Action and belief

Many religious traditions have beliefs about vegetarianism. They teach that killing animals for food is wrong. Others see carnivorous behaviour as a natural part of life and eat meat cheerfully. However, there is also a large group of people who believe that eating meat is wrong, and yet continue to do so anyway. Similarly, there are people who may be against sweatshop labour but continue to buy clothing produced under these conditions, and so forth.

It is up to each of us to decide our stance on vegetarianism, sweatshop labour, and the like. Each issues has its set of pros and cons. However, once we have made our decision, it is very important to follow through with our beliefs. Otherwise we lose our integrity.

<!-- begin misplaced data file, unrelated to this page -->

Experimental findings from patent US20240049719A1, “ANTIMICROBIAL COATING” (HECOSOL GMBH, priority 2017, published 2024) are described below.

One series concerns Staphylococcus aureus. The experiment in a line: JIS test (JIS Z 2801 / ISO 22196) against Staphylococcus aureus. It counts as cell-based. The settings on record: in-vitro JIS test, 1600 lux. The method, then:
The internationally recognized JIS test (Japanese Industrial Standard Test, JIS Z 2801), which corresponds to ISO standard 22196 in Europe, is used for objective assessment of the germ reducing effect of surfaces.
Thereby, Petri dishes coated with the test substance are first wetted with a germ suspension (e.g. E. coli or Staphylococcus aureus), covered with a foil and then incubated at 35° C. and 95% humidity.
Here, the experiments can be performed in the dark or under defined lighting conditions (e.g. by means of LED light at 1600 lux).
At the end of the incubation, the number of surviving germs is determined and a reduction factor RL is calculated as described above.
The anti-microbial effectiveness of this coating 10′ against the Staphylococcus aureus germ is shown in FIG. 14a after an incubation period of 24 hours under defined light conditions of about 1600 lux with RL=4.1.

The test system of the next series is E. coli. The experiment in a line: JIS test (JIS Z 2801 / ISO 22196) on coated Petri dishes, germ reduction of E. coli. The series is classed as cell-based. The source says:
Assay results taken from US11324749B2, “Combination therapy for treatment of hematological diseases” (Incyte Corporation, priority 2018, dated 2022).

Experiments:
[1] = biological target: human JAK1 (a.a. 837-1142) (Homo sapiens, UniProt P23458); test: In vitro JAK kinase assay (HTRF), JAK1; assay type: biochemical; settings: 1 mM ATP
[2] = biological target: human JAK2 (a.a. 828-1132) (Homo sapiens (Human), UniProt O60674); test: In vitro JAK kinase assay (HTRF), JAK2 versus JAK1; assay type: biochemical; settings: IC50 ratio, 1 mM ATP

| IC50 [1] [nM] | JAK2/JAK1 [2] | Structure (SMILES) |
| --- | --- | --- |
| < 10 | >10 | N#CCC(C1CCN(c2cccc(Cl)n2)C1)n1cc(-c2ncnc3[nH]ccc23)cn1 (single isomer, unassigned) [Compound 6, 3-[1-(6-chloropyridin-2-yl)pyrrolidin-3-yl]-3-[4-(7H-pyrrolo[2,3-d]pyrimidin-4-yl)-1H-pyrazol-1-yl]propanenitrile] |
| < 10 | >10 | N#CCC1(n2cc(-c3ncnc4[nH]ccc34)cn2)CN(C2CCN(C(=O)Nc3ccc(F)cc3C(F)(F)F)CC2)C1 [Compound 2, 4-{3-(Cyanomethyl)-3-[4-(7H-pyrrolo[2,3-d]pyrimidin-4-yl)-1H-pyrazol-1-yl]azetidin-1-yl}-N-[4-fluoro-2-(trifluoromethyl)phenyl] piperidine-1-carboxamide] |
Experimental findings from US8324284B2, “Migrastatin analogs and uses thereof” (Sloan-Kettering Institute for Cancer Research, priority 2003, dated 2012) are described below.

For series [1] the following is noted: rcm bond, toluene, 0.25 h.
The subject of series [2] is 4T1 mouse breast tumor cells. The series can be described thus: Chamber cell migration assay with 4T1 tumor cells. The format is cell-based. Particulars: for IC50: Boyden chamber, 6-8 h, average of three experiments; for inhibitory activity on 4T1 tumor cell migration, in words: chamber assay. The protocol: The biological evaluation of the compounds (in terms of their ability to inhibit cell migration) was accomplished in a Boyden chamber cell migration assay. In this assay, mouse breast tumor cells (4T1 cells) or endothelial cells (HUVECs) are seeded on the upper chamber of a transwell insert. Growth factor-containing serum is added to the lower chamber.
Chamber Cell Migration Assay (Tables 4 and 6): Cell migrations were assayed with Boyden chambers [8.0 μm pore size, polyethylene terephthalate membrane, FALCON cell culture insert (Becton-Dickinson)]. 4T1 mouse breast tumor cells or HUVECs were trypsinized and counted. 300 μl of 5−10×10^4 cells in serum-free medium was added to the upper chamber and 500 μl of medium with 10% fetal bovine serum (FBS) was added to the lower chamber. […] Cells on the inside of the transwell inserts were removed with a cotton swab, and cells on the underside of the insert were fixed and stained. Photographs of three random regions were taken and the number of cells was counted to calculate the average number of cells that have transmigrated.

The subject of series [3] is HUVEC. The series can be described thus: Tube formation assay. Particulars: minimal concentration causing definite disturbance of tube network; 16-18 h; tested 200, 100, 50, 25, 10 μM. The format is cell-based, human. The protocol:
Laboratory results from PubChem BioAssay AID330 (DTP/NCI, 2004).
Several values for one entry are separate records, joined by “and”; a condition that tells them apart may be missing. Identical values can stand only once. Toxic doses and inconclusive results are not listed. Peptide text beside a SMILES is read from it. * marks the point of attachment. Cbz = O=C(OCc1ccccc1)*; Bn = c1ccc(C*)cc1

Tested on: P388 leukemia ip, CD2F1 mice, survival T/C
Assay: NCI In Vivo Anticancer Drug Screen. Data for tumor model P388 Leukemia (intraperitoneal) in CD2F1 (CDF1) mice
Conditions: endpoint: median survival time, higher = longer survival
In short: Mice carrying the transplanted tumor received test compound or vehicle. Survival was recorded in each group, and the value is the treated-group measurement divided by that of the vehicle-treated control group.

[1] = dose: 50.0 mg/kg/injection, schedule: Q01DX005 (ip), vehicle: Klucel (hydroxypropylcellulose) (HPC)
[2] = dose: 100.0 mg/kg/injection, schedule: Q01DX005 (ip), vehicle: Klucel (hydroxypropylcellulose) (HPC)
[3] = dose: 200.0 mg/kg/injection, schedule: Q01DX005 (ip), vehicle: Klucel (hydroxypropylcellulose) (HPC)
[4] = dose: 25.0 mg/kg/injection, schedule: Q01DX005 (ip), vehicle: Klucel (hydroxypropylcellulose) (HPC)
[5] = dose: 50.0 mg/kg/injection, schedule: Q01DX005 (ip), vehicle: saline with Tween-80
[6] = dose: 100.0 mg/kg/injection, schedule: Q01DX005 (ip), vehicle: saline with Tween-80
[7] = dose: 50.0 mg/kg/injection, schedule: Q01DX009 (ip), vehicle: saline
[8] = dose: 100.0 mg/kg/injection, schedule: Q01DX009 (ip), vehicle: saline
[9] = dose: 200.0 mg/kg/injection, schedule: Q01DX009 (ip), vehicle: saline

In addition, we must be ready to change our actions and beliefs should our original premises prove false. For example, we may buy fair-trade coffee, believing this to be beneficial to Third World countries. Then a new study may show that it is somehow harmful to their economy. If this were the case, we would have to change our beliefs. There is no point in stubbornly clinging to a belief if it is proven invalid.

In short, our beliefs have little meaning if we do not act upon them. Furthermore, they will soon become flawed if we are not courageous enough to change them when new evidence comes to light.

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